Further, he shared that educating businesses and colleagues play a huge role in going through digital transformation. More often than not, especially for local organizations, Enterprise Architecture and IT governance are left behind. This is very evident in the utility industry especially when it comes to the marriage of Information Technology and Operational Technology. IT/OT convergence can merge business processes, insights, and controls into a single uniform environment. Recently, IT has been more than just hardware providers but is more seen as a partner in providing expertise in cybersecurity, systems integration, and network protocols among others. There are common challenges wherein IT and OT would often mix up, one of which is security. For instance, there would be a lack of know-how in OT since old operating systems versions are often used. In a drive to make processes more efficient, processes became more integrated. However, one of the challenges would be pinpointing the areas of processes that need to be improved or changed. It is a challenge to implement best practices for local scenarios. In addition to thinking about how a process would be efficient, business and regulatory requirements would also need to be considered in this exercise. Solutions would need to be flexible enough to be tailor-fitted to the business following these requirements, and we need to work on the principle of thinking global and acting local. In terms of systems integration, there has been a huge improvement in the utility industry with the use of various solutions in architecture. And with the advent of digital transformation, there are more and more businesses that use Enterprise Service Bus. With some of the challenges mentioned, he highlighted that Enterprise Architecture and IT governance framework provides valuable support in integrating both IT and OT areas.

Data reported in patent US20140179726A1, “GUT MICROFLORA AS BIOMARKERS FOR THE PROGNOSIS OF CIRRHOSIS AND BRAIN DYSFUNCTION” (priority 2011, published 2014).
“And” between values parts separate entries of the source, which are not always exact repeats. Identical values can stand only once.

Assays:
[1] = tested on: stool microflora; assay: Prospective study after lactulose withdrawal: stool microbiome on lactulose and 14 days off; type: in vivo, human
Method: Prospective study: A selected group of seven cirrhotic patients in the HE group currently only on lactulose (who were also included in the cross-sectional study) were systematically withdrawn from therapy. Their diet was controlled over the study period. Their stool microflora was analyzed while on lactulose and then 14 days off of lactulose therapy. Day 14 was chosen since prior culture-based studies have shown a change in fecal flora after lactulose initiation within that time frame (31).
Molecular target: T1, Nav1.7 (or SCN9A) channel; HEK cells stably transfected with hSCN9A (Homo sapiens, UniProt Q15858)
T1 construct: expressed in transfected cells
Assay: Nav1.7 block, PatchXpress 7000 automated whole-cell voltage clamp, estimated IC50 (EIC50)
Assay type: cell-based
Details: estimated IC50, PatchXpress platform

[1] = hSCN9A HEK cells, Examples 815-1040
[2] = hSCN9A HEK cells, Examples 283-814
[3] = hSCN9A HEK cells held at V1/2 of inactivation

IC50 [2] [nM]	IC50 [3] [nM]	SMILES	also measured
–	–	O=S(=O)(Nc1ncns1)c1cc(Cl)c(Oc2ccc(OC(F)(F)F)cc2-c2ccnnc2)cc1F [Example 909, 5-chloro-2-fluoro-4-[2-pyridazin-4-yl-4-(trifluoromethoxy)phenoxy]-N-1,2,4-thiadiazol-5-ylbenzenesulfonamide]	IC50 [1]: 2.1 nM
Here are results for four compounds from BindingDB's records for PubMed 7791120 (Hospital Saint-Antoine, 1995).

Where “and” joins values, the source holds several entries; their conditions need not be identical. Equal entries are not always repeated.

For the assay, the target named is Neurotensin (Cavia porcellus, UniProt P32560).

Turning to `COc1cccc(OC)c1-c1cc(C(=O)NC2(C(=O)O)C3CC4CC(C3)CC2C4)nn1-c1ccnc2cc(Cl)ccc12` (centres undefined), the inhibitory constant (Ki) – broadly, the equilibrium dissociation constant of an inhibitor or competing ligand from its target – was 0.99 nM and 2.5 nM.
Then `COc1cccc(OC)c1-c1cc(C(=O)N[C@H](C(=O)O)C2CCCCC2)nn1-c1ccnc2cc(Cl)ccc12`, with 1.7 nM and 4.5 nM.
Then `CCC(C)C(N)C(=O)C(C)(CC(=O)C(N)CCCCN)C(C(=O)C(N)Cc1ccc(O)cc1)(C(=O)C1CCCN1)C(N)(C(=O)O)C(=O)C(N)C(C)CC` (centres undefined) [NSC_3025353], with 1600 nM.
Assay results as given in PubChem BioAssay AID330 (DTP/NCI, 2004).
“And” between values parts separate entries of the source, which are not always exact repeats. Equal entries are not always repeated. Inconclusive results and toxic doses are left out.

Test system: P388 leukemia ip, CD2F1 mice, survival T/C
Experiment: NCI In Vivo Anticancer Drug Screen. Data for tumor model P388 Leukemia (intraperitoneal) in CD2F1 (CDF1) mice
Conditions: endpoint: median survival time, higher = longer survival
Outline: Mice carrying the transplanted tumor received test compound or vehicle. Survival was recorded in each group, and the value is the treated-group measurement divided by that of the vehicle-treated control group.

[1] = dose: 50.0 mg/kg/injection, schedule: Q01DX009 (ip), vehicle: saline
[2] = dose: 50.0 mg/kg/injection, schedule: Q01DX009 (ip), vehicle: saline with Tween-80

The presentation was concluded by citing a quote, “Before anything else, preparation is the key to success.” This can be applied not only to digital transformation in the utility industry but in other industries as well.
Proceedings and recordings of the Digital Transformation through Enterprise Architecture 2022 Conference are available for viewing below:
Stay tuned for the last part of the event recap on EA in Health and General Architecture Industry to be posted next month on Sinag Solutions’ blog and email newsletters!